What Happened Last Week? – Zero Car Growth in Singapore

Landscape view of Airport Boulevard leading up to Singapore Changi Airport, set against a grey cloudy sky.

The news announced by LTA in the past week – to stop car growth from Feb 2018 onward (LINK) – stirred quite some deep emotions from “people from every walk of life”.

Some linked it to the the recent MRT flooding, insisting that limiting car growth is insane considering the reliability of the train system. Some think this will already reinforce the “status symbol” of a car.

To me, this has to take place sooner or later, so why not now?


Although some link this move to environmental concerns (which I will touch on later), I think the priority for Singapore should be for our own sake.

Road vs Housing

According to the authorities, 12% of our land is already used for roads. 12 freaking percent of real estate! And the more land we devote to the roads, the less land we have for housing, which is already out of reach for many people. Between owning a car and owning a house, Singaporeans have to make a choice, since we are bounded by a limited resource we have been cursed to own since Day One.

To me, I would rather have affordable homes than affordable cars.

And even with 12% of our land devoted to roads, it is even not enough to resolve the endless jams we face during peak hours.


Traffic Jams

Yes, there are jams on Singapore roads, even though they are not as severe as those you encounter in Bangkok or Jakarta (or even the horrendous jam in Beijing), a jam is still a jam, especially when you are trying to get home after a tiring day at work, eager to take that well-needed rest.

It is true that the train system in Singapore seemed under-performing (this is still an early verdict, as Downtown Line has only just operated for less than a month), but building up the train system takes a long time and that won’t help reduce the number of cars on the roads.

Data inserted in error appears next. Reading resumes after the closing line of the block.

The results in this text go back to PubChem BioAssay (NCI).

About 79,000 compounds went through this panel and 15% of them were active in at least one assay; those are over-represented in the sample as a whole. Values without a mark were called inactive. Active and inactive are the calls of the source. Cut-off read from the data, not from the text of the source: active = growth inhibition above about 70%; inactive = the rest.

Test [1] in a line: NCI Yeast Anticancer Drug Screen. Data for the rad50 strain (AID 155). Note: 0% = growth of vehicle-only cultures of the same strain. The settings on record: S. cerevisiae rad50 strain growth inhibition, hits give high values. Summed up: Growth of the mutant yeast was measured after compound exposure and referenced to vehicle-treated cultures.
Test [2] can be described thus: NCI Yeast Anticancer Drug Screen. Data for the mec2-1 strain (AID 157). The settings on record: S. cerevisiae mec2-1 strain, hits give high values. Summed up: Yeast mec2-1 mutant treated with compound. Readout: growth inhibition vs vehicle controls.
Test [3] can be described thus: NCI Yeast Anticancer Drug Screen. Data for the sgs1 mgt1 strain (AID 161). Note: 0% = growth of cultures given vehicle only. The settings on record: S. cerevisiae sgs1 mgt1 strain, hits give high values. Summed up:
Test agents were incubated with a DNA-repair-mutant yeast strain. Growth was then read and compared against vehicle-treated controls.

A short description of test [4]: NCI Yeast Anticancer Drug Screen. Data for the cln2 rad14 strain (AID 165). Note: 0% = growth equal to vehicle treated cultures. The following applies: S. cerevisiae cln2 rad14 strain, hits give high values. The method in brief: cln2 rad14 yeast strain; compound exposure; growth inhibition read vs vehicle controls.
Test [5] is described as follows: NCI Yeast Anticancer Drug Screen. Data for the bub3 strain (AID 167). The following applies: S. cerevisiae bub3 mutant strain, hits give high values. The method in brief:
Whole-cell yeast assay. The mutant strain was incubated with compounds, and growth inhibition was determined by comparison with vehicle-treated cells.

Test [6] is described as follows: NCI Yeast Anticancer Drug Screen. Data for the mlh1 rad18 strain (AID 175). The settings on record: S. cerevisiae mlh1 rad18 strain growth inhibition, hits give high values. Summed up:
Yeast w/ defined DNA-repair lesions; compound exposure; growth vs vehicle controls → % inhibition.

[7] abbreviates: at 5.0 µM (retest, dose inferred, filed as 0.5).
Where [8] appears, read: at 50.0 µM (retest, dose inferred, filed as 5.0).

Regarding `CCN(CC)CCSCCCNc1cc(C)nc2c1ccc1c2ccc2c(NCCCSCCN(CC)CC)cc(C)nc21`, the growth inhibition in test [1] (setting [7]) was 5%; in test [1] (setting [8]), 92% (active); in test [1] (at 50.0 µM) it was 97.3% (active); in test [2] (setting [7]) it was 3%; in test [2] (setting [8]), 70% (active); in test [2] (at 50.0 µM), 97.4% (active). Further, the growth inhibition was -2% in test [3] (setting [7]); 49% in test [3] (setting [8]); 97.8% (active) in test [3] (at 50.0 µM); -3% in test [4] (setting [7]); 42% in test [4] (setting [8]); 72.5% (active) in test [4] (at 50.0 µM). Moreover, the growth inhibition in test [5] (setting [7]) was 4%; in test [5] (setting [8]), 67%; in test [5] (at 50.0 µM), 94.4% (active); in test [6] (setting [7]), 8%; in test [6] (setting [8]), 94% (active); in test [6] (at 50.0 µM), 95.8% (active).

Sharing Economy

And it is not as if we have no alternatives other than owning a car or taking a train/bus.

Uber and Grab has been progressing very well in terms of car-sharing.

Even if cars in Singapore don’t cost a bomb, imagine investing in 2 months’ salary into a machine that you only get to use twice a day, stuck in jams (yes, cars are meant to be cruising, not crawling in jams). In terms of financial management, car-owning is lousy no matter in Singapore or elsewhere.

Uber and Grab allows us to use cars on-demand. Is it perfect? No. But it is definitely better than conventional taxis. At the very least, when a driver sucked, I can give him a bad rating straight away (unlike taxi companies; when we give a complaint, we don’t even know if follow-up actions have been taken).

And a sharing economy is the future, as societies come to realise that every resource on Earth is limited. If we carry on our current way of consumption, coupled with dwindling resources and exponential population growth, every single thing will become unaffordable. Since we don’t really use everything we own on a daily basis, why not let it be used during “lull periods”?


Climate Change

And speaking of limited resources, here is the part on the environment. Cars are still one of the significant sources of carbon pollution.

In the U.S, light duty vehicles contribute to 60% of carbon pollution produced by the transportation sector (which in itself contributed to 27% of U.S’ total pollution). In Singapore, that is 55% for light duty cars (including private cars, taxis and motorcycles), for a transportation industry that contributes to 14.5% or total Greenhouse Gas Emissions. (This number is dwarfed by our “Industry” sector, which everyone knows is inflated by the fact that Singapore is a major oil refinery hub)

By now, no thanks to Trump, most people should be aware of climate change and the negative impact it has on everyone on the planet, and that action has to be taken as soon as possible in order to save the planet.

Therefore, if we don’t stop the growth of car population now, when do we wait till?


Who doesn’t like blue skies?

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